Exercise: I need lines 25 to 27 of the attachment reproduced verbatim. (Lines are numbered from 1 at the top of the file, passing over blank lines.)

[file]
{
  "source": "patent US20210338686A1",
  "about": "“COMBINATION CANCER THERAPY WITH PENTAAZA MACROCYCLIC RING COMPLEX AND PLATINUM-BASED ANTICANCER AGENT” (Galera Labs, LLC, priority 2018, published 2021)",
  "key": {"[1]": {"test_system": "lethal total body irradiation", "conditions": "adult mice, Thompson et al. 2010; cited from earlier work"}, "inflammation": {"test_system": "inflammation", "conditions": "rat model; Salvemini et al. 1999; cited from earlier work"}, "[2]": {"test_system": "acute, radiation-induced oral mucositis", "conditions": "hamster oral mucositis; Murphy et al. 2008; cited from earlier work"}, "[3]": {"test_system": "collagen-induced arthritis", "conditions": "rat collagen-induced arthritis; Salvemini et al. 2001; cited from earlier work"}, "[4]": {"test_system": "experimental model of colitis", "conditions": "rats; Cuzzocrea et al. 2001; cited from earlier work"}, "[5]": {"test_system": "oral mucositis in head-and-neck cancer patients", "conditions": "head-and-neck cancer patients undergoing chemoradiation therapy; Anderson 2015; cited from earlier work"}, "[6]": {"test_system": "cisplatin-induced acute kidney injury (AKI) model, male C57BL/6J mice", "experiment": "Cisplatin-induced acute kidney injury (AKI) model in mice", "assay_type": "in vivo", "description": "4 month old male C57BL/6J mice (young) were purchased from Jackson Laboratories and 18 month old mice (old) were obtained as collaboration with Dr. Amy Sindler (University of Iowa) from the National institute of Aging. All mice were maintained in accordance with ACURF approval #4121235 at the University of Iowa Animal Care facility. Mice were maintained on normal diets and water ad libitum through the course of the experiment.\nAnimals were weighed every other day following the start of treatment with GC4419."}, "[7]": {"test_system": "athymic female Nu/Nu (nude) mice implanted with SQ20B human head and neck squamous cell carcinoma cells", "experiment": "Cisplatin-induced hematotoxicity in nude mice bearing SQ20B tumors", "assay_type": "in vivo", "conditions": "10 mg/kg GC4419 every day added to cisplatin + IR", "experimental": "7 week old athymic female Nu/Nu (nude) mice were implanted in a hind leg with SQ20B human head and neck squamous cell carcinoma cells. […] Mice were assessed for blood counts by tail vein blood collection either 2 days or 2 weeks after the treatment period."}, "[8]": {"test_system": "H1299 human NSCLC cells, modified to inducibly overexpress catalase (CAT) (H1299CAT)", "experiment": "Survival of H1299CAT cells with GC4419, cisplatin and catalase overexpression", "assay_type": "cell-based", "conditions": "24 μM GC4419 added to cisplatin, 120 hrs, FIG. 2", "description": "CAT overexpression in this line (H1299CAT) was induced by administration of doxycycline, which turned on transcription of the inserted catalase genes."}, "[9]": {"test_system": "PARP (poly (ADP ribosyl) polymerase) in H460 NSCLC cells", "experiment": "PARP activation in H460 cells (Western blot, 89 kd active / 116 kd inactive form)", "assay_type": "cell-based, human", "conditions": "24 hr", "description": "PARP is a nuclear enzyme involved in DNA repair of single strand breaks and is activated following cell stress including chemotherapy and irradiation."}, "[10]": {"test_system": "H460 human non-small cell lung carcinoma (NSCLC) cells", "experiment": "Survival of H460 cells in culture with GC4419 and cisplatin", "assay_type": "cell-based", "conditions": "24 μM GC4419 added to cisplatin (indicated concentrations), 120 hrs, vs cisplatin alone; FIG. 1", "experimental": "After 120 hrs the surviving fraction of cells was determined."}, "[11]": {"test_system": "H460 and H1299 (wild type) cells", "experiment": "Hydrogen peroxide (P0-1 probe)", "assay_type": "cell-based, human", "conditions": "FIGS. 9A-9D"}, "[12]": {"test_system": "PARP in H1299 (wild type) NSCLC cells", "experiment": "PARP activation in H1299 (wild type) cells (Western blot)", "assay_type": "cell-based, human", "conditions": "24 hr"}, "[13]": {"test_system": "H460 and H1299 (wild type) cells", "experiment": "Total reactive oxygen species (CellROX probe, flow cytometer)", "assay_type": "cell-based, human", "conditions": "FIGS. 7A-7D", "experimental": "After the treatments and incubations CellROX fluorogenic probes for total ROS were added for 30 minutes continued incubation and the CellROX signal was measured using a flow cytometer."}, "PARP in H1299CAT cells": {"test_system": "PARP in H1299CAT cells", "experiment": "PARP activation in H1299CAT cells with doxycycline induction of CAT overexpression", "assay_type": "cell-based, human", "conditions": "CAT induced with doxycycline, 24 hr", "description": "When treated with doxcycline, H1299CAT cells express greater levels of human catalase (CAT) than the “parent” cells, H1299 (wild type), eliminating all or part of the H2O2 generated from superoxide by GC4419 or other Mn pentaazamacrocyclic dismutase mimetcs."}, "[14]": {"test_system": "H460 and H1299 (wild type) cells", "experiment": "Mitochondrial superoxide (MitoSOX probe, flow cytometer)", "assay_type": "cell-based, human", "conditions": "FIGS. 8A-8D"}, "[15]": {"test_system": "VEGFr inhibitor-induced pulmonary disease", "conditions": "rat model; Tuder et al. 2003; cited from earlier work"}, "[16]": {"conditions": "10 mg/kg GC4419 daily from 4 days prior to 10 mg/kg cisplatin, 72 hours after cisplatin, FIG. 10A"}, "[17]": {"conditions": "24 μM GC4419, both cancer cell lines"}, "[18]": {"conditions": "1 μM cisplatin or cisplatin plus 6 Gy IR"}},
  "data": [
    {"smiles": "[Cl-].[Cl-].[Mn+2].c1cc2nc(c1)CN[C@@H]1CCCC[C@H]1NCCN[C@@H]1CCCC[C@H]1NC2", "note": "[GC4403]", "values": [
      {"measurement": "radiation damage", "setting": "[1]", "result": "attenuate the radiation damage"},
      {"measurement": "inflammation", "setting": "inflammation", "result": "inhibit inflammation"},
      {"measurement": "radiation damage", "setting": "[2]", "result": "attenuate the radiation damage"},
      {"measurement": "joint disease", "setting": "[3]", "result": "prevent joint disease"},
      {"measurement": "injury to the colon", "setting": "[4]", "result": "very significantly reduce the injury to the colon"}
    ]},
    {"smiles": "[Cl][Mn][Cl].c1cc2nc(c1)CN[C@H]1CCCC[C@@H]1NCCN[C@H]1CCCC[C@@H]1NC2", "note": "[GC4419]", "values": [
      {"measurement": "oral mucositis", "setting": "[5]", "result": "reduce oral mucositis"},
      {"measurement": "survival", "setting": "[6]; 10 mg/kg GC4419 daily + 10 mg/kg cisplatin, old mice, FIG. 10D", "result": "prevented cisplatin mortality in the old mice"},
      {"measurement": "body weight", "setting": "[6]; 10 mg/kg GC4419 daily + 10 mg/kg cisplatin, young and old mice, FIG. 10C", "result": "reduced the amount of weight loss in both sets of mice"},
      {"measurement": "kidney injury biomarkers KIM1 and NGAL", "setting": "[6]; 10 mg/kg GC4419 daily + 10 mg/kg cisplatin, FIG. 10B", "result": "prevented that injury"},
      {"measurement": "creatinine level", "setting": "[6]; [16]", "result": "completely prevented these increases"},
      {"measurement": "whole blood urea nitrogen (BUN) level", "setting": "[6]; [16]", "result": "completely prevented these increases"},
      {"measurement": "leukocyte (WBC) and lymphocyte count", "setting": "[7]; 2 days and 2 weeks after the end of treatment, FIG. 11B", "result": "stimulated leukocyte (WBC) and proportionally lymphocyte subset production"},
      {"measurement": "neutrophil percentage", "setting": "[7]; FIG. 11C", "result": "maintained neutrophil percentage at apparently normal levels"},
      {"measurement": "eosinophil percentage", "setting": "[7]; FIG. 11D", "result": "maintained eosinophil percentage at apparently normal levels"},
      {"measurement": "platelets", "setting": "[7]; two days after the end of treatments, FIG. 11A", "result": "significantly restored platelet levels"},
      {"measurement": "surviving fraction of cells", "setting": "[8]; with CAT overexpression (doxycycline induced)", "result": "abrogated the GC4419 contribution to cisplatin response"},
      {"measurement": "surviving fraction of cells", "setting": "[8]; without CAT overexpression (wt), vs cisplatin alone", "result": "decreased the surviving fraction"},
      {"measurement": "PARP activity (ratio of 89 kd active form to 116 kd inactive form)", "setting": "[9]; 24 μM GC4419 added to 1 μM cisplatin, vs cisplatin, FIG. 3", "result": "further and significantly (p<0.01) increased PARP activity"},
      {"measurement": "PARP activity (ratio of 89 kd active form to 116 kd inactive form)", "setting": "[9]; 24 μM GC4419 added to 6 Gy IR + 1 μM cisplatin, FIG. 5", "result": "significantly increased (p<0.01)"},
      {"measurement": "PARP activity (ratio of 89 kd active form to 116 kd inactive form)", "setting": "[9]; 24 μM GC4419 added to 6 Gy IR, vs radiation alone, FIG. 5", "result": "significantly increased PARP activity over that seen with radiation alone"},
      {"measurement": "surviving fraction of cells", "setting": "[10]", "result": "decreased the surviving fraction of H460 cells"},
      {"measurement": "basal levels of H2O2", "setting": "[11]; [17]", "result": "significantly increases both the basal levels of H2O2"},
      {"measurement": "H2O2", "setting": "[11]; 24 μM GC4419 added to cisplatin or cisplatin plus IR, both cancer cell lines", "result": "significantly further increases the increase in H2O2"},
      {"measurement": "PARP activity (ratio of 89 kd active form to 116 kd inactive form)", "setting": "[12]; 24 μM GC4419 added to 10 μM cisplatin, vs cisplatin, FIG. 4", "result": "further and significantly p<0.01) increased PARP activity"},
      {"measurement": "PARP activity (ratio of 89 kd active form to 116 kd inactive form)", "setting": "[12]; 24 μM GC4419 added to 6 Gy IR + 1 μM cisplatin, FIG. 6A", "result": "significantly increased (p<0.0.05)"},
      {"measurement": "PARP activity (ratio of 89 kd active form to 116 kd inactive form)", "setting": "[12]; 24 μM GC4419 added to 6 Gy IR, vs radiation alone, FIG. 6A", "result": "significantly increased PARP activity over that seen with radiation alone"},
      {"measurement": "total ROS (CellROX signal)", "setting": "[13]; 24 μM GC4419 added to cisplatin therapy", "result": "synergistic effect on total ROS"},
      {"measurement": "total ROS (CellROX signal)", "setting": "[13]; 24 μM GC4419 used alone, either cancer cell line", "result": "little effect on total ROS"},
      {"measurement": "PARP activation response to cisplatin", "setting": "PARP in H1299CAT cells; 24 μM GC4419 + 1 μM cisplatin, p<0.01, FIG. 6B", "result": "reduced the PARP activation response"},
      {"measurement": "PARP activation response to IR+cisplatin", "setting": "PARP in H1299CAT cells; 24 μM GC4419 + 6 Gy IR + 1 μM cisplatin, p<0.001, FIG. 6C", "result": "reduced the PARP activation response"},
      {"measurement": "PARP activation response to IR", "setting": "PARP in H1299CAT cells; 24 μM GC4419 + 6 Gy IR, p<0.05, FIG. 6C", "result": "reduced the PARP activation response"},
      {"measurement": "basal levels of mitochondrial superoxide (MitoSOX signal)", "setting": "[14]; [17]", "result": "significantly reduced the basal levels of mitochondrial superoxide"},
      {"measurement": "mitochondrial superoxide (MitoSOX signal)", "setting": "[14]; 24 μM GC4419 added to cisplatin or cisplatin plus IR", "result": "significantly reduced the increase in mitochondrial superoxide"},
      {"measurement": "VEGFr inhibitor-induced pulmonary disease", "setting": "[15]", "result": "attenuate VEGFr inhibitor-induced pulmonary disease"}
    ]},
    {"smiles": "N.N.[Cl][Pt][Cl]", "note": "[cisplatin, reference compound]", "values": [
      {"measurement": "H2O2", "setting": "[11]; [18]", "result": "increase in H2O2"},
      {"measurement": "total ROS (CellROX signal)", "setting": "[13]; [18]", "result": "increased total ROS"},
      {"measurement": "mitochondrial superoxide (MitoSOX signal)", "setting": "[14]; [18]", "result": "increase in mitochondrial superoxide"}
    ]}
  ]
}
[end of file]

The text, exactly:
      {"measurement": "surviving fraction of cells", "setting": "[8]; without CAT overexpression (wt), vs cisplatin alone", "result": "decreased the surviving fraction"},
      {"measurement": "PARP activity (ratio of 89 kd active form to 116 kd inactive form)", "setting": "[9]; 24 μM GC4419 added to 1 μM cisplatin, vs cisplatin, FIG. 3", "result": "further and significantly (p<0.01) increased PARP activity"},
      {"measurement": "PARP activity (ratio of 89 kd active form to 116 kd inactive form)", "setting": "[9]; 24 μM GC4419 added to 6 Gy IR + 1 μM cisplatin, FIG. 5", "result": "significantly increased (p<0.01)"},